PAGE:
Fay A, Nallasamy N, Nallassamy N, Pemberton JD, Callahan A, Wladis EJ, Nguyen J, Durand ML, Durand ML. Prophylactic postoperative antibiotics for enucleation and evisceration. Ophthalmic Plast Reconstr Surg 2013;29(4):281-5.Abstract
PURPOSE: To investigate the necessity and usefulness of prophylactic postoperative antibiotics in patients undergoing enucleation or ocular evisceration. METHODS: A retrospective, multicenter, comparative case series was designed. After obtaining Institutional Review Board authorization, a medical records' review was conducted. Demographics, indication for surgery, surgical technique, postoperative antibiotic dosing, and postoperative course were evaluated. Records were grouped according to antibiotic protocols, and presence or absence of postoperative wound infection (orbital cellulitis) was recorded. Rates of postoperative infection were analyzed statistically. RESULTS: Between 1996 and 2011, 666 evisceration or enucleation surgeries were conducted at 4 institutions. Six hundred forty-eight records were available for analysis, of which 4 were excluded due to insufficient follow-up data. All the remaining 644 patients received a single, perioperative, intravenous dose of antibiotics. Five hundred seventy-eight patients (90%) received an orbital implant, while 66 (10%) did not. Three hundred eighty-one patients (59%) received postoperative antibiotics, and 263 patients (41%) did not. Two cases were identified with signs suggestive of infection, but no culture-positive infections were found, and no patient was admitted to the hospital for management. Of the 2 suspicious cases, 1 was found in the group that received postoperative antibiotics (group 1) and 1 in the group that did not receive postoperative antibiotics (group 2). No statistically significant difference in postoperative infection rate was noted between the 2 groups (p=0.52). While patients with infectious indications for surgery were more likely to receive postoperative antibiotics (p<0.001), there was no statistically significant difference in rates of infection among patients with infectious indications for surgery based on receiving or not receiving postoperative antibiotics (p=0.79), and no patients with infectious indications for surgery not receiving postoperative antibiotics developed a postoperative infection. CONCLUSIONS: This study demonstrates the clinical safety of withholding postoperative prophylactic antibiotics in orbital surgery even when implanting alloplastic material in a sterile field. Furthermore, Centers for Disease Control and Prevention guidelines mandate cessation of postoperative antibiotics within 24 hours of surgery. Surgeons are cautioned not to generalize these results to nonsterile surgery such as sinonasal or nasolacrimal surgery.
Amparo F, Dastjerdi MH, Okanobo A, Ferrari G, Smaga L, Hamrah P, Jurkunas U, Schaumberg DA, Dana R. Topical interleukin 1 receptor antagonist for treatment of dry eye disease: a randomized clinical trial. JAMA Ophthalmol 2013;131(6):715-723.Abstract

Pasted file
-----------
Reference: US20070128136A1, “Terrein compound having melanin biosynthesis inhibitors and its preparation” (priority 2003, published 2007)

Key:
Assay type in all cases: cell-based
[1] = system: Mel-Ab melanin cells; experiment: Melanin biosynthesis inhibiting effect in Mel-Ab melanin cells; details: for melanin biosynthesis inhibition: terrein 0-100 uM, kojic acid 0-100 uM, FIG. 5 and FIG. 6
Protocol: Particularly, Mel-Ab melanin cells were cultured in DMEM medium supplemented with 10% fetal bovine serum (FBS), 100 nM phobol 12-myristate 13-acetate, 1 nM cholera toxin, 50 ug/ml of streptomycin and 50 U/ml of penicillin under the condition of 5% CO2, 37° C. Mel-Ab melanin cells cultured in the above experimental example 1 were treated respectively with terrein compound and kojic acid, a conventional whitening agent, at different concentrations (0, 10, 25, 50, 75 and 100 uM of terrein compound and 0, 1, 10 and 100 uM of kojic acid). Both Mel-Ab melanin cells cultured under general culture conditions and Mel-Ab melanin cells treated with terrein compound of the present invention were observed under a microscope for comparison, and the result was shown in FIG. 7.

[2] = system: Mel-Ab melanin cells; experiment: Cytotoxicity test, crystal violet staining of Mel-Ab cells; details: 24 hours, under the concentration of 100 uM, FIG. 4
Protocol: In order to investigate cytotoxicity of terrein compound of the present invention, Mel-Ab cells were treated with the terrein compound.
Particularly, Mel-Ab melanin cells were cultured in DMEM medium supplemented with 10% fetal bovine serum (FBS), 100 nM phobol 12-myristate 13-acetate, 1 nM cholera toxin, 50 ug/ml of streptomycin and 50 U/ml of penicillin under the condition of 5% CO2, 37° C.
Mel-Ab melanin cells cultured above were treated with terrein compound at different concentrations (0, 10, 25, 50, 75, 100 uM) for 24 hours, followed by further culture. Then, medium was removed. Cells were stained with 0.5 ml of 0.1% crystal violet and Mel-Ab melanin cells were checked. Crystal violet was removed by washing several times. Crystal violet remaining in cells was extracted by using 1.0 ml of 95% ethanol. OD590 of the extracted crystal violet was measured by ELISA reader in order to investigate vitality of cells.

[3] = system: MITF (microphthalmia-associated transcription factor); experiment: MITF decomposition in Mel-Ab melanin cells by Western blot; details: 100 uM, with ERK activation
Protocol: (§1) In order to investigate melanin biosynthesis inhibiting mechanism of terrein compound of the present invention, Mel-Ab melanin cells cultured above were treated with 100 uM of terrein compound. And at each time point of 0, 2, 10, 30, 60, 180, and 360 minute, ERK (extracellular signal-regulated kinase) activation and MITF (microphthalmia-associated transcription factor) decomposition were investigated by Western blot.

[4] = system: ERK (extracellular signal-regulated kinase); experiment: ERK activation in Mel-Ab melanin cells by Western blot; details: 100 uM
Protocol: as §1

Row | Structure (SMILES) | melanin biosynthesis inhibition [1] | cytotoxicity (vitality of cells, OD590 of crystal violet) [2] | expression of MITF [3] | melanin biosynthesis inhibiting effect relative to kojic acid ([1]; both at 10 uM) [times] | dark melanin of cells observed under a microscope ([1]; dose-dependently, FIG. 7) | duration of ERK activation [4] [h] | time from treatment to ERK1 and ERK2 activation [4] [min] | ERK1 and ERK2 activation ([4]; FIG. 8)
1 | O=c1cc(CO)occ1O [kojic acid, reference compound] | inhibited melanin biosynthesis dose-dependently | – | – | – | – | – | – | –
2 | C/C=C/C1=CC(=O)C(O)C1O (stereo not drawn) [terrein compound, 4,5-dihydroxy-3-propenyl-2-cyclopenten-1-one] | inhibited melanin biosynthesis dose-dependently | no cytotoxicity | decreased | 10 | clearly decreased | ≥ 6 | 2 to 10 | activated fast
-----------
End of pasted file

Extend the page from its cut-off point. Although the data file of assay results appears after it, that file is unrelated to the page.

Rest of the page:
IMPORTANCE: The immunopathogenic mechanisms of dry eye disease (DED), one of the most common ophthalmic conditions, is incompletely understood. Data from this prospective, double-masked, randomized trial demonstrate that targeting interleukin 1 (IL-1) by topical application of an IL-1 antagonist is efficacious in significantly reducing DED-related patient symptoms and corneal epitheliopathy. OBJECTIVE: To evaluate the safety and efficacy of treatment with the topical IL-1 receptor antagonist anakinra (Kineret; Amgen Inc) in patients having DED associated with meibomian gland dysfunction. DESIGN AND SETTING: Prospective phase 1/2, randomized, double-masked, vehicle-controlled clinical trial. PARTICIPANTS: Seventy-five patients with refractory DED. INTERVENTIONS: Participants were randomized to receive treatment with topical anakinra, 2.5% (n = 30), anakinra, 5% (n = 15), or vehicle (1% carboxymethylcellulose) (n = 30) 3 times daily for 12 weeks. MAIN OUTCOMES AND MEASURES: Primary outcomes were corneal fluorescein staining (CFS), complete bilateral CFS clearance, dry eye-related symptoms as measured by the Ocular Surface Disease Index, tear film breakup time, and meibomian gland secretion quality. RESULTS: Topical anakinra was well tolerated compared with vehicle, with no reports of serious adverse reactions attributable to the therapy. After 12 weeks of therapy, participants treated with anakinra, 2.5%, achieved a 46% reduction in their mean CFS score (P = .12 compared with vehicle and P < .001 compared with baseline); participants treated with anakinra, 5%, achieved a 17% reduction in their mean CFS score (P = .88 compared with vehicle and P = .33 compared with baseline); and patients treated with vehicle achieved a 19% reduction in their mean CFS score (P = .11). Complete bilateral CFS clearance was noted in 8 of 28 patients (29%) treated with anakinra, 2.5%, vs in 2 of 29 patients (7%) treated with vehicle (P = .03). By week 12, treatment with anakinra, 2.5%, and treatment with anakinra, 5%, led to significant reductions in symptoms of 30% and 35%, respectively (P = .02 and P = .01, respectively, compared with vehicle); treatment with vehicle led to a 5% reduction in symptoms. CONCLUSIONS AND RELEVANCE: Treatment with topical anakinra, 2.5%, for 12 weeks was safe and significantly reduced symptoms and corneal epitheliopathy in patients with DED. These data suggest that the use of an IL-1 antagonist may have a role as a novel therapeutic option for patients with DED. TRIAL REGISTRATION clinicaltrials.gov Identifier: NCT00681109.